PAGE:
The machine is grinding us into food for the system. Fight the system. Fight the machine. It is not your friend. 
Sage Against The Machine.
Libertarian Humanist.

The Collapse Of An Unsanctioned Homeless Camp

June 29, 2020

One of the nearly endless frustrations I have with this work is how there is not even a basic curiosity of how these homeless camps work.

I've never understood why anthropologists aren't swarming homeless camps to try to get a better understanding of how early civilization was formed.

Every single homeless camp I've got to be part of shows incredibly interesting behaviors and formations that seem to occur over and over again. We get this incredible opportunity to see how the earliest civilizations might have behaved and sometimes thrived and probably oftentimes failed.

Another truly fascinating occurrence just happened in an unsanctioned camp here in Akron Ohio.

Coronavirus has significantly cut back employees in our city. So, we don't have the normal workforce to dismantle homeless camps. Additionally, the CDC and HUD have both explicitly stated that we should not break up camps as it likely will increase the spread of Covid-19.

So, one larger camp has been permitted to remain intact for quite some time. I would say at it's largest it maybe had 40 people.

Last week we went to the camp and everyone was gone. EVERYONE.

We know the people at this camp. We work with them regularly. They all had left without any notice or any reason why.

It looked just like every shut down homeless camp. Many abandoned items that couldn't be carried out. Endless trash. And just this eerie feeling of being in a ghost town.

This is interestingly strange because the Summit County Continuum of Care recently put a porta-potty and hand washing station just outside this camp.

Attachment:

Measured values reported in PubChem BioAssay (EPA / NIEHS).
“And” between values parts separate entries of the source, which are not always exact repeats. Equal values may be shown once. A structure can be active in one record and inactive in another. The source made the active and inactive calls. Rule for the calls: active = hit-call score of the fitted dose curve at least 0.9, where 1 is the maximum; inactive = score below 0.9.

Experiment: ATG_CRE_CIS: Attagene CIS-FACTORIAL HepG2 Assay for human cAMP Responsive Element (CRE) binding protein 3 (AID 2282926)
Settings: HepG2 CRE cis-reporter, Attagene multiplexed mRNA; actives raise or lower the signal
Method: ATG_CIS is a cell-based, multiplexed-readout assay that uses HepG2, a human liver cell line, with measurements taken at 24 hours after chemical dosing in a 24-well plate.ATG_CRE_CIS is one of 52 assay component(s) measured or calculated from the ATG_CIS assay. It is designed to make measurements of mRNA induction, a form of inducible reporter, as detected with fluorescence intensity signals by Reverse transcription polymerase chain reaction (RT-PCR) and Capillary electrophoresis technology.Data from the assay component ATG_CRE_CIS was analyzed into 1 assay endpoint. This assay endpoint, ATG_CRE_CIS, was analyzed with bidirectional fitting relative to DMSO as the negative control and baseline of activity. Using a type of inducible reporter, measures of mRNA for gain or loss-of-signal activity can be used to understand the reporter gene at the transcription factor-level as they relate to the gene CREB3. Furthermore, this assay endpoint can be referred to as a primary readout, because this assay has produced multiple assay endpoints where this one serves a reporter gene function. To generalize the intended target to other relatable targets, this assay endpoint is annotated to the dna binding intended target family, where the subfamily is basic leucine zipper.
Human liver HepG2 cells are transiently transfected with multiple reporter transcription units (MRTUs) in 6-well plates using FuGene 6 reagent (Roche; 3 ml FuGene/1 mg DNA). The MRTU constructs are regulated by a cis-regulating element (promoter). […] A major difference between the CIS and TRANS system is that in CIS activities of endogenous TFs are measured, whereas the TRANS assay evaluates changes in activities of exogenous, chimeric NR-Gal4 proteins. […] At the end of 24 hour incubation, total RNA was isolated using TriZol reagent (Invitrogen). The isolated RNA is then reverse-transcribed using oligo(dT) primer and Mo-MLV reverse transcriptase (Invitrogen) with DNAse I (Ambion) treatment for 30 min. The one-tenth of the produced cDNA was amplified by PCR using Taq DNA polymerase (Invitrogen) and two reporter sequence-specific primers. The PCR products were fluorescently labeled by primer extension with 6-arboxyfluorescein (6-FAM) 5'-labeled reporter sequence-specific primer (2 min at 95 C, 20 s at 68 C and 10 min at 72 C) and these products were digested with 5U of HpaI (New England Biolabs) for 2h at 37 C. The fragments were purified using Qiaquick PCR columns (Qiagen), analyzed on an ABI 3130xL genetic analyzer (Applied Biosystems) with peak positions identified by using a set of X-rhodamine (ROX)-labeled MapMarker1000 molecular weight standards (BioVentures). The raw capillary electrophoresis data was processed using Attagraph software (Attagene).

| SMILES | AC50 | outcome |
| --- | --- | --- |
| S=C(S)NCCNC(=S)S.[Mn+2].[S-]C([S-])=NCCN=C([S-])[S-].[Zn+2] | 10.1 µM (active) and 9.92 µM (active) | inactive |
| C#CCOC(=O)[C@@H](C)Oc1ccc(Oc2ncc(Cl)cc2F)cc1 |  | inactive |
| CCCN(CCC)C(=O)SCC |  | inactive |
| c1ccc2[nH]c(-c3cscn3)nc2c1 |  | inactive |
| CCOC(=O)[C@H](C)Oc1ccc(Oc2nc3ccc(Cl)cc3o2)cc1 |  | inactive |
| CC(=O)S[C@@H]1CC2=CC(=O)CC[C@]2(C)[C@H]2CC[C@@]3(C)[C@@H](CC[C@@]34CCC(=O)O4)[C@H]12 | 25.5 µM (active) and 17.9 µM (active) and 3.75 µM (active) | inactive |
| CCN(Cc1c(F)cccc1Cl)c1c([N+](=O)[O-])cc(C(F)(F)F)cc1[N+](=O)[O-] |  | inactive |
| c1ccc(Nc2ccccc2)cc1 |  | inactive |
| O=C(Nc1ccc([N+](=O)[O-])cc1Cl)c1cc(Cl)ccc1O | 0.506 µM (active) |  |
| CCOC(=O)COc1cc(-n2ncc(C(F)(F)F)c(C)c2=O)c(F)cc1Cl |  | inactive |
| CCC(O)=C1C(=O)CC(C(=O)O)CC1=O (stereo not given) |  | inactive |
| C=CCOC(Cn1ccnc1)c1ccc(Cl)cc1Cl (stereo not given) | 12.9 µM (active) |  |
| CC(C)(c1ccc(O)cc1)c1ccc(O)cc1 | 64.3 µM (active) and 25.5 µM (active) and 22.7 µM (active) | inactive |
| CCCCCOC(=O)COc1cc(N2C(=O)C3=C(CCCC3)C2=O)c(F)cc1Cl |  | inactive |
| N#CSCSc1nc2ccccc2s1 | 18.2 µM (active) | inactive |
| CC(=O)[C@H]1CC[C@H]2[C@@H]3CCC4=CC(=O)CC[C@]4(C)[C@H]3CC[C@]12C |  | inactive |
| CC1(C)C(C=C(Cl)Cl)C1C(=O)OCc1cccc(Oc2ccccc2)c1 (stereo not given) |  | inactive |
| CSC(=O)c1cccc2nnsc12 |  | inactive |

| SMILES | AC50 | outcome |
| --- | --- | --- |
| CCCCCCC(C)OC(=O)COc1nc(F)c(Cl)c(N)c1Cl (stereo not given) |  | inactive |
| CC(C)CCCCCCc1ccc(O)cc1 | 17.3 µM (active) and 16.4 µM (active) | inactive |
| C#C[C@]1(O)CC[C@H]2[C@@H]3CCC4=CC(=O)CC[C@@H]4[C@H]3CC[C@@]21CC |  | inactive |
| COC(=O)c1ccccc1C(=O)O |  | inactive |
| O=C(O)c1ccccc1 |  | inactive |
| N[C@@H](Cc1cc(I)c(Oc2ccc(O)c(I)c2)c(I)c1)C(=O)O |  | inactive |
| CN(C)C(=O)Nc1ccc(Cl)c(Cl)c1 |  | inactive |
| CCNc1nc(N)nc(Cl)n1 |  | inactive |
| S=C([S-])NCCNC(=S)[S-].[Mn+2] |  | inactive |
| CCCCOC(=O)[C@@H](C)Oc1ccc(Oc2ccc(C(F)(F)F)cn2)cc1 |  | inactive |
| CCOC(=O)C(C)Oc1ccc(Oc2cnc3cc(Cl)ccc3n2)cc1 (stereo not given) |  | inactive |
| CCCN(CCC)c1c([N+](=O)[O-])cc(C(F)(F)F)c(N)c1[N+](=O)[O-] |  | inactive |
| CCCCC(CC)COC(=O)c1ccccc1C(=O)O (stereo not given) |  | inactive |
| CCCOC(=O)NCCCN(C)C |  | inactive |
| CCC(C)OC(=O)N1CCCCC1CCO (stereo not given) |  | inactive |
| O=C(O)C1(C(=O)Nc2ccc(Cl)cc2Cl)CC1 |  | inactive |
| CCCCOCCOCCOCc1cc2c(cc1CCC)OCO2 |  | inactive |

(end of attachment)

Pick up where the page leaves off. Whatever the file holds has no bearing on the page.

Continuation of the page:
Here's Becca posing with these items. She was a long-time resident of this camp.

Porta Potties

This was a HUGE step forward in our collective care for Akron homeless people. Never have anyone in the main homeless services sector supported our houseless friends in such a way.

So, why would you leave a place where there is water, a toilet and all the people who support you know where you are?

I believe the fundamental problem is that there is no ownership.

This is how every camp I've ever known develops: One person (or a couple) set up a tent. They create a safe environment. They make a fire pit, a sitting area, a tarped area so you can sit outside if it's raining.

Then one of your friends asks if they can come. It's no problem because your friend is a good person and it would be nice to have another person to help with chores like hauling water and burning trash.

Then their friend shows up. You don't really know them. But you hear they are "good people". And so it goes.

And then one day someone shows up that you specifically DON'T want at your camp. There is drama over it. Some people say the person should stay and some people say the person should go.

Ultimately, the person stays because "what are you going to do about it? You don't own this land."